For Andrew’s birthday a cake just wouldn’t do, and I knew the special occasion called for one of his favorites, Pecan Pie. I used an old-fashioned pecan pie filling with a tartlet shell to make individual sized treats for the birthday boy. We’re well past the age of adding a candle for every year, and the tart size was perfect to hold the one candle required for the birthday wish. The sweet, flaky tarts made a great breakfast (hey, it is his birthday!) and may come out again for a late night snack after the birthday celebration is over.
Happy Birthday Andrew!
Adapted from a recipe by Executive Pastry Chef Jason Licker
Makes 6-8 4.5″ tartlets
1 cup (80z.) unsalted butter
1 cup (80z.) confectioner’s sugar
1 1/2 (3 oz.) eggs
2 1/4 cup (18 oz.) all-purpose flour
1. Cream butter and confectioner’s sugar until light and fluffy (3-4 minutes)
2. Add eggs and flour and mix until combined.
3. Shape dough into a flat disk. Wrap in plastic wrap and chill for at least one hour.
4. Preheat oven to 300°F
5. Roll out dough into 1/8 inch thickness on a lightly floured surface.
6. If using 4.5inch tart pans, cut out 6 inch circles in the dough.
7. Place the dough over the tart pan and gently press the dough against the sides. Trim excess dough off the top. As you finish each tart cup place it in the refigerator to stay firm while you finish the remainder.
Old-Fashioned Pecan Pie Filling
Bon Appétit, November 1997
1 cup sugar
3 large eggs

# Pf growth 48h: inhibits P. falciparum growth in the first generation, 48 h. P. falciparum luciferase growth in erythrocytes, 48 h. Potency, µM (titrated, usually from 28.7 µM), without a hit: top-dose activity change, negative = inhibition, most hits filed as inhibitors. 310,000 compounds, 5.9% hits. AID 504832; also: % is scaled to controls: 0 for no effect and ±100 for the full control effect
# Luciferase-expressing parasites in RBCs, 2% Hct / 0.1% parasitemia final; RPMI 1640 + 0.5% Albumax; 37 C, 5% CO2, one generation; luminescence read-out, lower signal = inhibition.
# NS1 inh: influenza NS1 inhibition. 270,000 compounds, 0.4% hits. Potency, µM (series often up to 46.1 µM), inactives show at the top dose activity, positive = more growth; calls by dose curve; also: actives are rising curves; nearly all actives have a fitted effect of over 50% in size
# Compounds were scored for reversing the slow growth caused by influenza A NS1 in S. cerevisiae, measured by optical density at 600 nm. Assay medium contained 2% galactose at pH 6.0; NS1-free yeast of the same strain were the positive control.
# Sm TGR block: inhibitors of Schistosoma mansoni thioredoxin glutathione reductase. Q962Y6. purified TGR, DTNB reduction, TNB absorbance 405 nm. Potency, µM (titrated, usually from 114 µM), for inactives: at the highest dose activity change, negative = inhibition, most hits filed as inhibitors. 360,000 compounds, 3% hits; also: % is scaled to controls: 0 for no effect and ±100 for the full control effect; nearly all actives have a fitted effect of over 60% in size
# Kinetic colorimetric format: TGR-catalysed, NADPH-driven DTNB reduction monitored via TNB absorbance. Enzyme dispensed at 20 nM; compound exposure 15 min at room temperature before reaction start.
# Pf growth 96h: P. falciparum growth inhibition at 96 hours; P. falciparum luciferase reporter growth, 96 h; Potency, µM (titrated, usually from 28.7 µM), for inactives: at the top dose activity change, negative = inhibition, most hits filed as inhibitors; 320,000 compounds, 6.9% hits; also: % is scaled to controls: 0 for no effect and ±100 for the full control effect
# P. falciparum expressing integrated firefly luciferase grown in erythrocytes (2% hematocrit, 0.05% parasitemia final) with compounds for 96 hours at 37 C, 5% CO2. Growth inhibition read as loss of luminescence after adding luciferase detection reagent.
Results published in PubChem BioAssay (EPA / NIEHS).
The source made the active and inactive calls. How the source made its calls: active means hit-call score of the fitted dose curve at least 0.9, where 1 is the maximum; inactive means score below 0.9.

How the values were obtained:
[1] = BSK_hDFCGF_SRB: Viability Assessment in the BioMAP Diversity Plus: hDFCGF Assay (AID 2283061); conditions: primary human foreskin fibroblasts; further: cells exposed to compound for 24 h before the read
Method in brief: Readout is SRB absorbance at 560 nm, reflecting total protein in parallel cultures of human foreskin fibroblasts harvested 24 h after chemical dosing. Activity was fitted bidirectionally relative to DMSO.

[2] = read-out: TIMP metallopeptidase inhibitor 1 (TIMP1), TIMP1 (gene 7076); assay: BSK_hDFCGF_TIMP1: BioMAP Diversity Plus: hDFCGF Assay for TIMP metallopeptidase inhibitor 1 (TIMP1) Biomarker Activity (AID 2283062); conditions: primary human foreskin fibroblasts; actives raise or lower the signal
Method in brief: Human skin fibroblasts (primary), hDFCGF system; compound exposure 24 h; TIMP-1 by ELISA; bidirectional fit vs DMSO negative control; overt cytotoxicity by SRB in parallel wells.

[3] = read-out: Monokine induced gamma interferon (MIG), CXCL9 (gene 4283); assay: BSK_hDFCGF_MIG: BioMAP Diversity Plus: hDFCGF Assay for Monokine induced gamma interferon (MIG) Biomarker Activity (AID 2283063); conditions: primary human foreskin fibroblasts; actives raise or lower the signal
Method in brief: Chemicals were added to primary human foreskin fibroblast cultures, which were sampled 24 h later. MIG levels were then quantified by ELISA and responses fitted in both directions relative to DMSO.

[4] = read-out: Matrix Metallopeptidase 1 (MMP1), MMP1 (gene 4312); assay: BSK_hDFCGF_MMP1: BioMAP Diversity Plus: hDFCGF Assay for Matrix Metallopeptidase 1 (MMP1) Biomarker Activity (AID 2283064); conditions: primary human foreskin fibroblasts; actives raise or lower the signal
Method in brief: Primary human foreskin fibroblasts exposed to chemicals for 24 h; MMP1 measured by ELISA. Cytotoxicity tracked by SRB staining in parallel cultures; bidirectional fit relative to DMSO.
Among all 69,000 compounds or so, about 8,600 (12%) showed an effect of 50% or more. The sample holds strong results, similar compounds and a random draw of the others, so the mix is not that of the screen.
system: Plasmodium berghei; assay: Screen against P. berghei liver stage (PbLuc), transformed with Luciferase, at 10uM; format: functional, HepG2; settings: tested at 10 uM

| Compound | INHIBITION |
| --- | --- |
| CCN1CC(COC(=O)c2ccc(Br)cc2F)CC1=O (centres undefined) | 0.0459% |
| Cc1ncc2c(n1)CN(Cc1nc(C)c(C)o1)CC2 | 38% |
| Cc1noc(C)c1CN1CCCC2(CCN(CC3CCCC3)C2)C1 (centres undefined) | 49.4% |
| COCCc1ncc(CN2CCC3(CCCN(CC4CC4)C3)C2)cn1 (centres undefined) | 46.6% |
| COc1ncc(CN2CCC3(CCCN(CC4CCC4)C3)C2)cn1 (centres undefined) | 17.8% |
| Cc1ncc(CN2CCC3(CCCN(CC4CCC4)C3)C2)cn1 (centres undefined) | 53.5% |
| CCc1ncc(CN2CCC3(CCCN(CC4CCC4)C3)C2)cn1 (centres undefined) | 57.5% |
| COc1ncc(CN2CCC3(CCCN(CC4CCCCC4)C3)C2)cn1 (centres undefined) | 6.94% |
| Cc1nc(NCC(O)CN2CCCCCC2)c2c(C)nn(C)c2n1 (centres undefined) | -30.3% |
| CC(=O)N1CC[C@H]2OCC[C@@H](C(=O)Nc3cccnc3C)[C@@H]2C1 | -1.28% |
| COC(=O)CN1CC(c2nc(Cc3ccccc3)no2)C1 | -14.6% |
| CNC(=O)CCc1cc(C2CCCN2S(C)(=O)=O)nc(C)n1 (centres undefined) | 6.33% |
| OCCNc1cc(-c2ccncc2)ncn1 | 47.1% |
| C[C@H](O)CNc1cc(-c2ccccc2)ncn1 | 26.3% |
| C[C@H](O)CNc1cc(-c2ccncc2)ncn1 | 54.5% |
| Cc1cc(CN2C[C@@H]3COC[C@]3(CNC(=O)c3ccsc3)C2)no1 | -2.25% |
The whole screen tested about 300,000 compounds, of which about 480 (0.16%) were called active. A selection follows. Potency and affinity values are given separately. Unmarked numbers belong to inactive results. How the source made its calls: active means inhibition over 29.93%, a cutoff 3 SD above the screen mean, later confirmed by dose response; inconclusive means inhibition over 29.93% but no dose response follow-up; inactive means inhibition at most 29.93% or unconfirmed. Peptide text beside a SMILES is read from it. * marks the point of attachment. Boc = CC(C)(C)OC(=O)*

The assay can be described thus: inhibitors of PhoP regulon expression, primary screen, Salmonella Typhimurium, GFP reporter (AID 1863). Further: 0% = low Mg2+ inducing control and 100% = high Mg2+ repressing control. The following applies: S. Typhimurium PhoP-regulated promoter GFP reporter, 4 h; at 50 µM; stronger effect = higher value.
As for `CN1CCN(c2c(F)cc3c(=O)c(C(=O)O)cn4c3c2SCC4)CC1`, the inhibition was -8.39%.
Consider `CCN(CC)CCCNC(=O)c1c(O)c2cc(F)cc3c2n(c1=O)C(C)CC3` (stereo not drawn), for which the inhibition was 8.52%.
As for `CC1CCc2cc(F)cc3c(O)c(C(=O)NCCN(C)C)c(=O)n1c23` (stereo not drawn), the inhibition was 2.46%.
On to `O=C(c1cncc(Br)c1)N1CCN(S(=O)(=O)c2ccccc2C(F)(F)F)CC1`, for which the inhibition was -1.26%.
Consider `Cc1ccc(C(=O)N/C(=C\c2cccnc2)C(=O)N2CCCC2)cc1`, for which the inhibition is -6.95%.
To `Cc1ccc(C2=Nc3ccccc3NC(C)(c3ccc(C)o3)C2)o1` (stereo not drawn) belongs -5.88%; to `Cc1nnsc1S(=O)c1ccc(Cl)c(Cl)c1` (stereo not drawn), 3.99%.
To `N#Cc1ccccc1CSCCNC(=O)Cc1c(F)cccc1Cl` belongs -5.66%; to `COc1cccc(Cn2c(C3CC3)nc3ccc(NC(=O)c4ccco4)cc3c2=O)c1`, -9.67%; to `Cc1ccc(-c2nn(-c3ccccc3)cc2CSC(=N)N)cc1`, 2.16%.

1/2 cup light corn syrup
3 tablespoons unsalted butter, melted
2 teaspoons vanilla extract
1 3/4 cup chopped pecans
1. Preheat the over to 350°F.
2. Whisk the first five ingredients in a medium bowl to blend.
3. Mix in 1 cup pecans.
4. Place the prepared tart shells (see Tart Dough recipe above) on a baking sheet. Pour the pecan mixture into each tart crust about 3/4 full. Do not overfill since the filling will expand while baking.
4. Sprinkle each tart with the remaining 1 cup pecans.
5. Bake until set, about 25 minutes.
Now for the honest truth…
1) The tart dough was easy to make and tasted excellent, but may work better for a chocolate or fruit filling than for pecan. For a true pecan pie taste, a traditional pie crust is required (see the Epicurious recipe for their pie crust if interested).
Note: For fillings that don’t require baking, such as ganache and fruit, fill the tart shells with dough, make small slits in the bottom, and bake empty until light golden and the surface is dry to the touch. Pour the filling into the baked tart cups.
2) There were too many large pecan pieces in the tart. Next time I will reduce the amount of pecans used to about 1 1/2 cups, and try processing half of it for a finer texture.
3) Don’t overfill the tarts. I filled the cups to the brim (as shown in the picture below), and a few of the tarts spilled over during baking. It was easy to clean the baking sheet and salvage the tart, but it would have been nice to avoid the mess from the beginning.
4) If you don’t have tartlet pans, you can get a variety of sizes from the Broadway Restaurant Supply store in Union Square. 4.5 inch round tartlet pans with removable bottoms are $1.95 each.
Broadway Restaurant Supply, Inc.
21 E. 17th Street
New York, New York
Hours: Monday – Saturday 8:00am to 5:30pm